with a freer voice. It might be supposed that the flower-boats wait until the taper is extinguished in chaste and well-reputed domiciles, in order to invoke the presence of their own numerous patrons. Upon the roof beats the tam-tam; rockets are fired from the mast-heads; from every window sounds the music of shrill voices, and issues a half-muffled light. It must be confessed these procedures of invitation are very successful. On every hand, you may now see, noiselessly threading the stream, boats laden with girls, boats laden with wealthy merchants,—yes, and boats laden with young students. It is even so! Just the same here as with us in Paris! Dance or not dance, these Chinese students find their way to their casino! But let us watch. Though some of these motley cargoes discharge on board the flower-boats, other cargoes are leaving them;—it is not uncommon to see gorgeous mandarin-boats, lanterns lit and pendants flying, glide up to take in a cargo of handsome girls, and then glide off again, to unload their charming freight before some one of the palaces which border the canals of the Tchou-kiang!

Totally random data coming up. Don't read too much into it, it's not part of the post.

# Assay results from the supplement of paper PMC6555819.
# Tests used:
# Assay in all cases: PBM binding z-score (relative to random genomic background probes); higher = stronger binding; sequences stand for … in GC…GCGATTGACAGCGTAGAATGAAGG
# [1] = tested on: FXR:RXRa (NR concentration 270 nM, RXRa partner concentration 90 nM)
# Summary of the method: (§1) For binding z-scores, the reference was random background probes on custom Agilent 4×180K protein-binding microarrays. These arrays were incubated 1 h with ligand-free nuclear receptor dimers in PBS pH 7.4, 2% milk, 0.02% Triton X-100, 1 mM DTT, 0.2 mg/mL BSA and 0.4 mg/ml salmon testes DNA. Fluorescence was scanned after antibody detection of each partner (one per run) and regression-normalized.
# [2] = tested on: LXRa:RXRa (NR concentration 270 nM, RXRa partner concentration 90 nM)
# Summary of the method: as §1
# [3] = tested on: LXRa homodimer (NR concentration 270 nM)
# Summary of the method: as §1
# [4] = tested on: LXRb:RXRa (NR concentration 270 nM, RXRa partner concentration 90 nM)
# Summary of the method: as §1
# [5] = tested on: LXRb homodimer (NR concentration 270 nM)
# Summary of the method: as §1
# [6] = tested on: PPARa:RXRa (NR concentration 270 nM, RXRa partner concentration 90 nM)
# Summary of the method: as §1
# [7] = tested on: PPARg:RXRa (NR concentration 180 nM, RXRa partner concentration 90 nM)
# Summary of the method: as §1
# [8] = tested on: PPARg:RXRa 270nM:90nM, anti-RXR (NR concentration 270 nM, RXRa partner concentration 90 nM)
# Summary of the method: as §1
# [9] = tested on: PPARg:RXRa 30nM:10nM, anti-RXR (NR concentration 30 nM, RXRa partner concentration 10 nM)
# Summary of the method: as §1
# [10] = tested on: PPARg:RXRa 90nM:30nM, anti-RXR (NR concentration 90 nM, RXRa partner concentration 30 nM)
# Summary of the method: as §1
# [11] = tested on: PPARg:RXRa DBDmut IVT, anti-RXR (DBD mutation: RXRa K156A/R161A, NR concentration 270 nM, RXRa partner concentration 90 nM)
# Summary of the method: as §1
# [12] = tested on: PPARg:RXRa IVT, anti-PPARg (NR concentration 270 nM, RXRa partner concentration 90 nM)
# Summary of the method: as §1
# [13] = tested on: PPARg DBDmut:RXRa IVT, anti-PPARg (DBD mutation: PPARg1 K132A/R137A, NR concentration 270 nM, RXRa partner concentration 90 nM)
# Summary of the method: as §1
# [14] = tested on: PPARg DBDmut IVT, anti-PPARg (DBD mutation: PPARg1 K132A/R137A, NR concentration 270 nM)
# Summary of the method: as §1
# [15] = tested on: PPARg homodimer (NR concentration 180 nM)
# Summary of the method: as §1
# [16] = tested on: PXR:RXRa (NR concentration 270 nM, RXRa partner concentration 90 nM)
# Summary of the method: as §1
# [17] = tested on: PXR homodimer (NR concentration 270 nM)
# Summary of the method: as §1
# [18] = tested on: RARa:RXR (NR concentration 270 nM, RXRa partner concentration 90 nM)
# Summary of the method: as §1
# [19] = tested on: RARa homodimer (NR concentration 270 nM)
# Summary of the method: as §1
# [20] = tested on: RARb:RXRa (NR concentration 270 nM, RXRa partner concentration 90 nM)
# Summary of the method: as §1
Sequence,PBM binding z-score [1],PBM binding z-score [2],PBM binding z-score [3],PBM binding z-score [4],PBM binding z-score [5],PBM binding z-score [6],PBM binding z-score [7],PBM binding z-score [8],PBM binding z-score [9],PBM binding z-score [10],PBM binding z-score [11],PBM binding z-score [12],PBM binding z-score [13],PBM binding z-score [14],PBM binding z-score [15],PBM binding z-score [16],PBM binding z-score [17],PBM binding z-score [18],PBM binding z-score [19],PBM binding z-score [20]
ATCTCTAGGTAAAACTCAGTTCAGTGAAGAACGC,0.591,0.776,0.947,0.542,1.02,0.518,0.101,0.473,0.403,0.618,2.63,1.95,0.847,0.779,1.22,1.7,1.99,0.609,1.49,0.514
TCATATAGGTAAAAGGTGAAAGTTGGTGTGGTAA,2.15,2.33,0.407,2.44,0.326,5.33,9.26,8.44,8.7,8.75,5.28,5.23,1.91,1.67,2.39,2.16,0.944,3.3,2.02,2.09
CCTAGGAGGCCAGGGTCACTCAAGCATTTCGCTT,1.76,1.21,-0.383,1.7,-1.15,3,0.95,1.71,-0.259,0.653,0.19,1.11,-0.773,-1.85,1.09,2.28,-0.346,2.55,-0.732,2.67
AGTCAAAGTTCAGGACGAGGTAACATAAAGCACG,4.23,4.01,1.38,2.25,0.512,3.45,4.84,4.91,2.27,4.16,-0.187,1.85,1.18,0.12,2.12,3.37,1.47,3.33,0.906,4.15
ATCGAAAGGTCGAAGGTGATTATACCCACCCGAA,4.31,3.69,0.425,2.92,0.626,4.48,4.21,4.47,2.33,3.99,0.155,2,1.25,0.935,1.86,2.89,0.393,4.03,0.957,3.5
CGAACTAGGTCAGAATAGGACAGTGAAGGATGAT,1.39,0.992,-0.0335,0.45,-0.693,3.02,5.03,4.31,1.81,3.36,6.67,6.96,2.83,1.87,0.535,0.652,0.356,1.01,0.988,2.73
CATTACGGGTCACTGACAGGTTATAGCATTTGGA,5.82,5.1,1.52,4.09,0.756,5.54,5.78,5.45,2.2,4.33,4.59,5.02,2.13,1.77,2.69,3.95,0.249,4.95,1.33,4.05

I had never seen the flower-boats by night, except at a distance, when at last an unforeseen circumstance gave me an opportunity of observing one of these establishments as closely as was possible, without penetrating into the interior. One evening, Pan-se-Chen sent word to Callery and me that, if